Therefore, the historical novel can also operate like a philosophical novel, since philosophy, at least according to Aristotle, is steeped deep in critical reflection and self-examination. History also operates in the same manner, by only later acting as something to reflect upon, and critically analyse, analysing what Burgess notes is the constant movement of men and the universe.
Historical fiction is a fickle genre, and perhaps has more at stake than any other explored theme. Since historical documentation ideally relies and reflects on accuracy, the expectations differ considerably. Even with the presence of the word ‘novel’, scepticism still mounts as to how credible the events and characters are.
However, Fraser and Burgess not only expel the monotonous expectation of historical accuracy, but also in turn make their lively and sardonic displays of historical figures and events all the more appealing. Burgess, moreover, creatively employs an unreliable narrator to essentially re-write history.
While re-writing history in a creative manner is appealing, there is a line, however, between bending historical accuracy and having such a novel descend into complete implausibility. Fortunately, Burgess and Fraser navigate this dilemma (or, in Burgess' case, the incredulous circumstances serve to deliver the kind of humour that works in his favour).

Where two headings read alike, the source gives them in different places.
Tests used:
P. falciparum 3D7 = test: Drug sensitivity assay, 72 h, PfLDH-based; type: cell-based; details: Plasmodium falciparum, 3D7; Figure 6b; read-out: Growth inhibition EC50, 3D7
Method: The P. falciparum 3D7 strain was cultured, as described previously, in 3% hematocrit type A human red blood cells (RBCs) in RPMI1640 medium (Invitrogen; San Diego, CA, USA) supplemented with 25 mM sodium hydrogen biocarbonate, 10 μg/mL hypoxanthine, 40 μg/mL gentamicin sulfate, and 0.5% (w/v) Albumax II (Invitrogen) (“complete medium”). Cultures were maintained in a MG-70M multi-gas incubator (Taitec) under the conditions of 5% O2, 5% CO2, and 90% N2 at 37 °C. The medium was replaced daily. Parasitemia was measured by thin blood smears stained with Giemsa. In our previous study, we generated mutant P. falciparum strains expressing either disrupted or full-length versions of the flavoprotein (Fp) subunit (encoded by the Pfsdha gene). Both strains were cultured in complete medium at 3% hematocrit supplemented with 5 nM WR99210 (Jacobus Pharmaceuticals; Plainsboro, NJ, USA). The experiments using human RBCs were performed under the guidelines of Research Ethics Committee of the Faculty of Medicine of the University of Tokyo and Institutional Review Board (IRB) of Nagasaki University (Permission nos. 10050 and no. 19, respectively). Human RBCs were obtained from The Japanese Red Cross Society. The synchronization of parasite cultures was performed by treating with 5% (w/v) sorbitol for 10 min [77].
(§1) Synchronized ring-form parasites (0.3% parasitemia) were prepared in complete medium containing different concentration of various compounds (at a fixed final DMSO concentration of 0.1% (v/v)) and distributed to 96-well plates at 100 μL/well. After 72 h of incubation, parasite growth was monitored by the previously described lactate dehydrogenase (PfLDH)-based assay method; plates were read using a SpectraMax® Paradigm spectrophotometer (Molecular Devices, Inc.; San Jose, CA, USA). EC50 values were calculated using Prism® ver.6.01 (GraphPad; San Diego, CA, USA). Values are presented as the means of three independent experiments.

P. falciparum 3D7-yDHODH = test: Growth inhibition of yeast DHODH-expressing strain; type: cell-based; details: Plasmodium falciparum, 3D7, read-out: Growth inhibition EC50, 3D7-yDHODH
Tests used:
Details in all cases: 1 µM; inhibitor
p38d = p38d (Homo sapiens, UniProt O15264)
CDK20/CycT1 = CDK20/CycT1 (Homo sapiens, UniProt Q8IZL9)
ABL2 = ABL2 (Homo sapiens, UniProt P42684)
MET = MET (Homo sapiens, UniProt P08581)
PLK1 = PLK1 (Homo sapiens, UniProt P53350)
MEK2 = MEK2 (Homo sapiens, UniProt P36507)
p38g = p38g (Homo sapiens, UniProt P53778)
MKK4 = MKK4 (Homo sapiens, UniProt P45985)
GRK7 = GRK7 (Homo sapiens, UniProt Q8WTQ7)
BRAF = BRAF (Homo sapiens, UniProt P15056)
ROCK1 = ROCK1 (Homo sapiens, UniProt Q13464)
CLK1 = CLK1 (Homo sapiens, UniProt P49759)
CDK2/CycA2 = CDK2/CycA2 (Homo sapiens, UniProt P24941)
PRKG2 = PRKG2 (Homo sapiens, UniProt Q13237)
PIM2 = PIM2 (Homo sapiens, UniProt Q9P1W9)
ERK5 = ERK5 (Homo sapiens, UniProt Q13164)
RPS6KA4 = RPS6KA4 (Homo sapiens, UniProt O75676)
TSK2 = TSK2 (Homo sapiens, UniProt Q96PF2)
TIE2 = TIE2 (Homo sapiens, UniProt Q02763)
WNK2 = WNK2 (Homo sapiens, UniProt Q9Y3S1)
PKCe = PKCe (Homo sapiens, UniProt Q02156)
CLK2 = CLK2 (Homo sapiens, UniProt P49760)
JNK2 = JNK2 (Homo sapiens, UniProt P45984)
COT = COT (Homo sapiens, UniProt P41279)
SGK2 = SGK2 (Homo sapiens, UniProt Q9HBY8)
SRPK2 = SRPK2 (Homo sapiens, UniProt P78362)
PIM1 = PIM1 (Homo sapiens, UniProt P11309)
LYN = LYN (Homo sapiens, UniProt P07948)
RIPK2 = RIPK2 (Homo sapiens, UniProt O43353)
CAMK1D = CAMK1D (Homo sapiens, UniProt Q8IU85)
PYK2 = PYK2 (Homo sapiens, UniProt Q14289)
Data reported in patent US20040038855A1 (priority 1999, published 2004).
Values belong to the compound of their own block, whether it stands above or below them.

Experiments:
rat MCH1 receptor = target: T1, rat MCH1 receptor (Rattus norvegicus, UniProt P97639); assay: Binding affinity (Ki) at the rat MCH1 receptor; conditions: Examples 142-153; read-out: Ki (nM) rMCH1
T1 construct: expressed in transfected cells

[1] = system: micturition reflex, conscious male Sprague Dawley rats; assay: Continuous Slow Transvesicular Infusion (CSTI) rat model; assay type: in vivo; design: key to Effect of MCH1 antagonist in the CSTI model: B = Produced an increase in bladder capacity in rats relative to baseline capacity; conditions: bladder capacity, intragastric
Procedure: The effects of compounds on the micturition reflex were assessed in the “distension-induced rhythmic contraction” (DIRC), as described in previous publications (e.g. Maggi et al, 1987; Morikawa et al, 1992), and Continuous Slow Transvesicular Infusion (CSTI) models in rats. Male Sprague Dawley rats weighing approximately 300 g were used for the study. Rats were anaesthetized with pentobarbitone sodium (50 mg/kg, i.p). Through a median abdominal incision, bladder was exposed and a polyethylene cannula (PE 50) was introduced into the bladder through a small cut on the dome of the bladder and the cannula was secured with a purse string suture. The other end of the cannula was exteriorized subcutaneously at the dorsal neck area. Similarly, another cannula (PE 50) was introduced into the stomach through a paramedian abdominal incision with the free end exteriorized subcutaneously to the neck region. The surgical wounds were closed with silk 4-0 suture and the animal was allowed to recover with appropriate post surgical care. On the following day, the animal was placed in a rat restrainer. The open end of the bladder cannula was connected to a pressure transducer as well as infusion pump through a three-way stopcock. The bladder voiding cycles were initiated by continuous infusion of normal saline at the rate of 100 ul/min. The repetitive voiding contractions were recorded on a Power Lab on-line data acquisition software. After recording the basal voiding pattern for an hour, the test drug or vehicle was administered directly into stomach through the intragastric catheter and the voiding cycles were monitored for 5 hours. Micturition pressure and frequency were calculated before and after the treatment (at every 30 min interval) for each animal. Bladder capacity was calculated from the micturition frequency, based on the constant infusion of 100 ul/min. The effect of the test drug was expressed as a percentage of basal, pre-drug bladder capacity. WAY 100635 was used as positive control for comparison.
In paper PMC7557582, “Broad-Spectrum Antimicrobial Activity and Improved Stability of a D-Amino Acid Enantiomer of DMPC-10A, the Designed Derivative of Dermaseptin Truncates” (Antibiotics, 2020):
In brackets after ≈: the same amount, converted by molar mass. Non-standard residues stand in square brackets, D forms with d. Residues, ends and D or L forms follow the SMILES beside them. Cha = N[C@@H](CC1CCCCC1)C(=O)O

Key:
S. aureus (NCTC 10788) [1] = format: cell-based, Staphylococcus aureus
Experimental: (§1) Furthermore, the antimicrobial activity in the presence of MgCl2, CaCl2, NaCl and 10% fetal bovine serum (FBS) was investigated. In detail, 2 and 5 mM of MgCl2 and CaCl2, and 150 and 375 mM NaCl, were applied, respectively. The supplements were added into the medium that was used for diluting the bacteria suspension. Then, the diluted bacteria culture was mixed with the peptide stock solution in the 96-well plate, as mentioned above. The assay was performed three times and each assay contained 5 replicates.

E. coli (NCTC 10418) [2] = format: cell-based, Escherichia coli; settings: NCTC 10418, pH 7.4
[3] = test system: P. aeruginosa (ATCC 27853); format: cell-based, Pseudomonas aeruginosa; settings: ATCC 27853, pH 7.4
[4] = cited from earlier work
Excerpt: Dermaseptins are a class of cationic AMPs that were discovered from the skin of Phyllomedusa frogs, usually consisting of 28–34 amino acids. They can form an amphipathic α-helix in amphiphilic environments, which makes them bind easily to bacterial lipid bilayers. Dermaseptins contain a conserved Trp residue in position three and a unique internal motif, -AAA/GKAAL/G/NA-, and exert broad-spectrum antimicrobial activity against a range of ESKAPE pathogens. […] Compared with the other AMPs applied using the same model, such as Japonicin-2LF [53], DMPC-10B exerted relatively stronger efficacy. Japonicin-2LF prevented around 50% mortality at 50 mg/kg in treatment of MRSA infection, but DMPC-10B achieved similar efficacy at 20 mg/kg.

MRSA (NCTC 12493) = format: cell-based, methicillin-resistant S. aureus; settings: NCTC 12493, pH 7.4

Yet historical fiction need not rely on famous historical figures to be successful. In Matthew Asprey’s yet to be published historical novel Murphy and the Baker, the author unravels ‘30s Sydney as a means to illuminate a personal history. Like much of the author’s work there is a loyalty to detail, both for characters and environment. A chapter from Asprey’s novel was excerpted in the anthology Nth Degree, in 2010. The author describes the chapter, “After the Swill”, thusly:
‘After The Swill’ is a story of sly grog and communists in Balmain, a working-class stronghold of Sydney, Australia, in 1931. This is the first appearance in print of Handsome Max Sweeney, narrator of the novel.’
Asprey’s characters are authentic without resorting to clichés of a particular period in time. And while only one chapter has been published, it serves as a great insight into the historical depth of what is sure to be a great novel.
Yet it’s a curious debate on whether there is demand for the historical novel. While readers seem to revel in the deliberate manipulation of historical characters and events, many writers cease to tamper with facts and instead aim to chronicle histories that are not only personal, but are neglected and almost completely unknown.
As such the historical novelist, whether tweaking the tales of history or bringing them into a fresh, new light, has the ability to weave history in their favour for whatever purposes. The greater aspect of more personal histories, such as Asprey’s novel, is that there is something of an infinite supply of personal stories, providing a plethora of material on which to illuminate previously neglected parts of history.